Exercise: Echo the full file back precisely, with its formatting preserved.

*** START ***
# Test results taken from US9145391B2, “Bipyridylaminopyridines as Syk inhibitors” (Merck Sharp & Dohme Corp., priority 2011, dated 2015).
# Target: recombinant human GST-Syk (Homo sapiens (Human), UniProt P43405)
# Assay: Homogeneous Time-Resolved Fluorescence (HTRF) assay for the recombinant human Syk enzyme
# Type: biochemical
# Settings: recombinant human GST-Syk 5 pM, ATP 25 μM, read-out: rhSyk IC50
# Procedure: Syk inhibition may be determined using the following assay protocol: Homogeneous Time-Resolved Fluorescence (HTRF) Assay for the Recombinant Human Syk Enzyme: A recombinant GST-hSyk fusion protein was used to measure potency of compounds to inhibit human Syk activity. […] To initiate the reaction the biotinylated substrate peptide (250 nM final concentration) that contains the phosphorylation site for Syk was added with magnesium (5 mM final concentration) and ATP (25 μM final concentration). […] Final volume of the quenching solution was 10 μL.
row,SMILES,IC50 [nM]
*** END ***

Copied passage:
# Test results taken from US9145391B2, “Bipyridylaminopyridines as Syk inhibitors” (Merck Sharp & Dohme Corp., priority 2011, dated 2015).
# Target: recombinant human GST-Syk (Homo sapiens (Human), UniProt P43405)
# Assay: Homogeneous Time-Resolved Fluorescence (HTRF) assay for the recombinant human Syk enzyme
# Type: biochemical
# Settings: recombinant human GST-Syk 5 pM, ATP 25 μM, read-out: rhSyk IC50
# Procedure: Syk inhibition may be determined using the following assay protocol: Homogeneous Time-Resolved Fluorescence (HTRF) Assay for the Recombinant Human Syk Enzyme: A recombinant GST-hSyk fusion protein was used to measure potency of compounds to inhibit human Syk activity. […] To initiate the reaction the biotinylated substrate peptide (250 nM final concentration) that contains the phosphorylation site for Syk was added with magnesium (5 mM final concentration) and ATP (25 μM final concentration). […] Final volume of the quenching solution was 10 μL.
row,SMILES,IC50 [nM]